Interview English

Making a film on anti-beggary law was soul-cleansing, says Kireet Khurana on The Invisible Visible

The filmmaker, known for his movies on social issues, is pleading for a repeal of the Bombay Beggary Prevention Act 1959 through his latest documentary.

Kireet Khurana

Keyur Seta

Many might not be aware about something called an ‘anti-begging law.’ It’s technically called the Bombay Beggary Prevention Act 1959. A number of states in India have adopted this law under which a person found begging on the streets can be imprisoned.

Filmmaker Kireet Khurana’s documentary The Invisible Visible makes an appeal to lawmakers to repeal these laws. The movie dives right into the settlements of beggars and homeless people and presents a boldly realistic portrayal of what they go through.

In an exclusive conversation with, Khurana shared in detail all that went into the making of the film and how the team reduced 90 hour footage into a documentary of an hour and 20 minutes. Excerpts:

When did you think you should make a documentary on this issue?

I have been making films on various social causes. Even my feature film T For Taj Mahal (2020) was on a social cause — social entrepreneurship. Coming to this film, honestly speaking, I was one of those who used to walk the street and ignore these people. They were invisible for me. Then I met a bunch of people, including Tarique [Mohammed, a social worker from the nonprofit Koshish Foundation], who has been doing remarkable work in this space. And I felt sensitized to the extent that I started feeling guilty. I thought I am a person of integrity, but I am put to shame for what this man is. While doing films on so many social causes, I had completely ignored this area.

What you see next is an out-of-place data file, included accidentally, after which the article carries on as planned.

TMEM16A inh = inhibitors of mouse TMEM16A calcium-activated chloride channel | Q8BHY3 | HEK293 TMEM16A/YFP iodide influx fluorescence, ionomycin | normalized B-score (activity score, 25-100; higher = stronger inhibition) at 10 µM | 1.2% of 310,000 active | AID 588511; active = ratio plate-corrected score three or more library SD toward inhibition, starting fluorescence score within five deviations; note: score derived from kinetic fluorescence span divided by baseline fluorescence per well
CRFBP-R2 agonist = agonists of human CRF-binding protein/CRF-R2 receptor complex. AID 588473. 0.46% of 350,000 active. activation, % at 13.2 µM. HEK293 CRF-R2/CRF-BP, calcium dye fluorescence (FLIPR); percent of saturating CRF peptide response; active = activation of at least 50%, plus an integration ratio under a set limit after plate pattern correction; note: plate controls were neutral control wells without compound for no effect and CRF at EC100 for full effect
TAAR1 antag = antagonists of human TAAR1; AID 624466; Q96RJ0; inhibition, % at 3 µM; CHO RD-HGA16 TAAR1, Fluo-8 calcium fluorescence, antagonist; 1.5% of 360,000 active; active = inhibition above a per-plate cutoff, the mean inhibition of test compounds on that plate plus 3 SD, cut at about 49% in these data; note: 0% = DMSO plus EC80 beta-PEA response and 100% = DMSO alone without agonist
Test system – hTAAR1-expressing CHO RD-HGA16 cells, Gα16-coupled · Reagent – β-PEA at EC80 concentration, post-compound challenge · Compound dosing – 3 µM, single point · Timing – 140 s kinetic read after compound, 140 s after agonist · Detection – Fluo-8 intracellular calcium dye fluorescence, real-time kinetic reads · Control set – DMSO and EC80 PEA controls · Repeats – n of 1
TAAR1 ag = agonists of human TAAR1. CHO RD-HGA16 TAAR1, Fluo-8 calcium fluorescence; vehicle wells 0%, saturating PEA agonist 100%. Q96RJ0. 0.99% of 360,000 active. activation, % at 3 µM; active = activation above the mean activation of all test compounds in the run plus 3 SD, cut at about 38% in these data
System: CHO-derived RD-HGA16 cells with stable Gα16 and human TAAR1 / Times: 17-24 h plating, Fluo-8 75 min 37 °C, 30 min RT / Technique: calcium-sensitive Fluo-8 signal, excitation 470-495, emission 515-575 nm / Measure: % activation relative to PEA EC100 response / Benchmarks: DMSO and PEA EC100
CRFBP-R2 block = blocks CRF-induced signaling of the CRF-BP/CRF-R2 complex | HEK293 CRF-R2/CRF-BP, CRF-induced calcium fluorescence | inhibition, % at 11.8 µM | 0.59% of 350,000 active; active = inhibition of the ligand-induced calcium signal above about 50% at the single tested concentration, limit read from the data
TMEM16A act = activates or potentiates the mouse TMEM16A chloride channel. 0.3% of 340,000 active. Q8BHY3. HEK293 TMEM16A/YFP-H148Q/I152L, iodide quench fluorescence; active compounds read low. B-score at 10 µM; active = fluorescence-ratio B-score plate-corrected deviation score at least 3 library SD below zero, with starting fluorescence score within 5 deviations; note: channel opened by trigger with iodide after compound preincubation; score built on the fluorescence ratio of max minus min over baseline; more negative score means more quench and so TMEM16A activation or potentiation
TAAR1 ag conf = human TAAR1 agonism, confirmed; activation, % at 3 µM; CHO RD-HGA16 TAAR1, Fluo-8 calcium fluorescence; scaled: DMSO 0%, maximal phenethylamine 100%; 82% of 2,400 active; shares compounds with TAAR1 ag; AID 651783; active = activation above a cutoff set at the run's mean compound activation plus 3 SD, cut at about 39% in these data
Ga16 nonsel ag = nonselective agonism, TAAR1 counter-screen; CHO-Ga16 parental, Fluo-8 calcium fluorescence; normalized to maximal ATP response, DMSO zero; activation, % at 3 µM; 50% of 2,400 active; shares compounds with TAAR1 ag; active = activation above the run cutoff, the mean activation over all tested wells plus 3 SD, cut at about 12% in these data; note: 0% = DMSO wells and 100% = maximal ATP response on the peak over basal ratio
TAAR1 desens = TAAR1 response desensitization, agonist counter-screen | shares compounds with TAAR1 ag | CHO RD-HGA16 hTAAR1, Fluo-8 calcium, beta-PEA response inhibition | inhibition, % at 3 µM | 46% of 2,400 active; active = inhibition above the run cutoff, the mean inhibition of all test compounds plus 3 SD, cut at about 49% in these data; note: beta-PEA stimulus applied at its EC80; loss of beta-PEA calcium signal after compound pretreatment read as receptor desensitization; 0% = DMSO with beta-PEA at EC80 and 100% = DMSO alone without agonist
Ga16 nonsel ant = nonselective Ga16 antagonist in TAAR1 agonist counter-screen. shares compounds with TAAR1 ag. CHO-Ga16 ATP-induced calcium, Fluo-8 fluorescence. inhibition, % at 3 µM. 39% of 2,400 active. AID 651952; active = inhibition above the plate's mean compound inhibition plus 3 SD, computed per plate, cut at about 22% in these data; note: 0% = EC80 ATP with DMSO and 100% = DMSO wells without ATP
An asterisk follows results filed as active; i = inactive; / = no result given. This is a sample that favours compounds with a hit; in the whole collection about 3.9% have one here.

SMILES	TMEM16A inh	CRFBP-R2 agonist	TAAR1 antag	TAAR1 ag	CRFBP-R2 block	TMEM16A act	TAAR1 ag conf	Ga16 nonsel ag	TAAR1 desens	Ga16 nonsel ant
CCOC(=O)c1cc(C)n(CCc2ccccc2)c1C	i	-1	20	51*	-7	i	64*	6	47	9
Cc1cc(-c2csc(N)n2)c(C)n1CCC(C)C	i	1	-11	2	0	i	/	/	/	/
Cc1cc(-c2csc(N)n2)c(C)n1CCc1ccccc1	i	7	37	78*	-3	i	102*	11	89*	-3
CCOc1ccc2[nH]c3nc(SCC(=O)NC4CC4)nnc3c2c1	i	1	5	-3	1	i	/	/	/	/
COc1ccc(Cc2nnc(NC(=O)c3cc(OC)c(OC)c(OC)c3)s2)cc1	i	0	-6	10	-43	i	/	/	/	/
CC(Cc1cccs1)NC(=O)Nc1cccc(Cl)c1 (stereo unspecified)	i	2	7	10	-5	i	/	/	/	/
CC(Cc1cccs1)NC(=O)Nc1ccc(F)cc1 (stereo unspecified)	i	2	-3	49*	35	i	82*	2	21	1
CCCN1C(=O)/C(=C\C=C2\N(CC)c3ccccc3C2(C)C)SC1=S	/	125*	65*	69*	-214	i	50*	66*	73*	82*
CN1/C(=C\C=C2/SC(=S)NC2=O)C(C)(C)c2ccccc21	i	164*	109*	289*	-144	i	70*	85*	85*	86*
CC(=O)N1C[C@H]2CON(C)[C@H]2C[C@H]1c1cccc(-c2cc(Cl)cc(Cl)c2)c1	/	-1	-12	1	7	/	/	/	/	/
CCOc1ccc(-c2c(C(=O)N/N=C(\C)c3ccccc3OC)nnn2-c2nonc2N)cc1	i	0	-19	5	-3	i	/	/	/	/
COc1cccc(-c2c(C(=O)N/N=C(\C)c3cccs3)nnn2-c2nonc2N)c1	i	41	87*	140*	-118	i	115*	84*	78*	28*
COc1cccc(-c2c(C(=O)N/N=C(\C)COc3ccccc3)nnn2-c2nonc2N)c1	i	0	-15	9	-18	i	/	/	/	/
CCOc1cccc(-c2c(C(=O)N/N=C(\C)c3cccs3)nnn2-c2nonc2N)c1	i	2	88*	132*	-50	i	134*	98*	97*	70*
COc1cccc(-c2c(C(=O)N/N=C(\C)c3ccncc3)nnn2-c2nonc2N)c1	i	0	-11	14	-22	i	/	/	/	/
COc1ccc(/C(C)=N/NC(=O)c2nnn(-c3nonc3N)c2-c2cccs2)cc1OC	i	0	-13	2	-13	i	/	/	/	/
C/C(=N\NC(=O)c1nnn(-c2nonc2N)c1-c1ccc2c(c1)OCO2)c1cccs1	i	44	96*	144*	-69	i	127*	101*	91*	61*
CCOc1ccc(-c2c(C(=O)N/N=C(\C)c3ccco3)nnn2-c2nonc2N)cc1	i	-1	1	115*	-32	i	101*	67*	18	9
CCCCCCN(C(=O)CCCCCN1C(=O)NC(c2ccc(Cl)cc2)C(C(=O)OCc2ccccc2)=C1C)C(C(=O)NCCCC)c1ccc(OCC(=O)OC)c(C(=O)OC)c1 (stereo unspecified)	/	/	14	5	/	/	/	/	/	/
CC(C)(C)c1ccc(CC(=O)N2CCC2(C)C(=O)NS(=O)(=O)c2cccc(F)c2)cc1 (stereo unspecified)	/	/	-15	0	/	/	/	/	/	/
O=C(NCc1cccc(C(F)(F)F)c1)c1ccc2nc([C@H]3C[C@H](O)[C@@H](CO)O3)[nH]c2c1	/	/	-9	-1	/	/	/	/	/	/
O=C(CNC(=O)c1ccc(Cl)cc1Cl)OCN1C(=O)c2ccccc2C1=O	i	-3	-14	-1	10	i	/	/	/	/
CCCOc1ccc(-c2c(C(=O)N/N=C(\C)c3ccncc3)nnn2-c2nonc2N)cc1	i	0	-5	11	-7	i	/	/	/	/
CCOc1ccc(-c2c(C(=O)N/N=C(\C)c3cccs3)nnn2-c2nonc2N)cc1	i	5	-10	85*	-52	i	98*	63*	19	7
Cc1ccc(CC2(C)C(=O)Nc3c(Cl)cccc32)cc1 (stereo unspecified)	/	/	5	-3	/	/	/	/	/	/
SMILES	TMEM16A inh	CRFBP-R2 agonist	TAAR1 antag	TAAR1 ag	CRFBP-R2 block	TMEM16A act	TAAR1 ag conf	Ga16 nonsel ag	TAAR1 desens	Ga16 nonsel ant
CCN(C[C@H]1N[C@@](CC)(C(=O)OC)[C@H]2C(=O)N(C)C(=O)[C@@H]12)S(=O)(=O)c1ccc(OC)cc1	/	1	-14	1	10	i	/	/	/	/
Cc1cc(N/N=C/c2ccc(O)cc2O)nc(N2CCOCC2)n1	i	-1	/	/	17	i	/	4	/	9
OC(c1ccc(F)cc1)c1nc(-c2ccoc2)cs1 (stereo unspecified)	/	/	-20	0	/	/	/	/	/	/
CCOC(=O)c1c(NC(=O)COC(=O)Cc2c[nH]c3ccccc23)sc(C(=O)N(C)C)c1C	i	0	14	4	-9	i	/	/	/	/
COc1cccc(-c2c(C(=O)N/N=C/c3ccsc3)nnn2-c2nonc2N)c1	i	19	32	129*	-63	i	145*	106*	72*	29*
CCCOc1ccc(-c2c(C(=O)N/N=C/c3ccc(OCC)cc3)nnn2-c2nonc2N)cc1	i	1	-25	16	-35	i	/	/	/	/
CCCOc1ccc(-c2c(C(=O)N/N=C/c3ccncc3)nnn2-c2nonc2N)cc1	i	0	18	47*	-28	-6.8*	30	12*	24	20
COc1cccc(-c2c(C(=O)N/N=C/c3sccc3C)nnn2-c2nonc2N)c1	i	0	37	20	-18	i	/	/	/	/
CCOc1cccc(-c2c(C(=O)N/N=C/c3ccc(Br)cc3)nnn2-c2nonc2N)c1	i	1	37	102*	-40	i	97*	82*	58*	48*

Tarique’s narrative was so powerful that I decided to make a film on it. But then I got busy with the Saeed Mirza documentary [The Leftist Sufi (2016)] and other films. I took this film up in 2019. I shot it across India for 52 days. Then there was the pandemic. It’s a self-funded film. I make money from advertising and pour it into my films because it’s difficult to get funding for these kind of films. And there is no ROI [return on investment]. Because of the pandemic, the money died out because advertising work died out. I was able to work on it again in May this year as advertising work was back. 

This has been a very soul-cleansing and uplifting journey for me. It’s also a rediscovery of myself.

Tarique Mohammed from the Koshish Foundation

What was your research like?

There was a team of five or six researchers. We started researching in 2017. My research head is a capable person called Satvika Khera. She works on human rights, specifically on girl trafficking. She got very interested in this. She got everything done. She has dedicated her life to social service. She comes from a very affluent family.

But most of the cases that you see of individual people, we just went there and got the stories. It was not planned. For example, we got to know that tomorrow a potential repatriation is happening. So we felt we should just go there and shoot and see what comes up. This is how we got that beautiful incident of a woman lost for 18 years finally recognizing her son. It was like a Hindi film.

Similarly, we were doing the night out and suddenly these two people came down from the building and started questioning us on why we are helping these people who are homeless and defecating outside their house and creating a nuisance. Then Tarique deals with them and it ends with them asking for his card. They are not wrong; just that they are not sensitized. Such a remarkable conversation happened in just 15 minutes!

What were your major challenges while shooting at locations that are not even fit to live?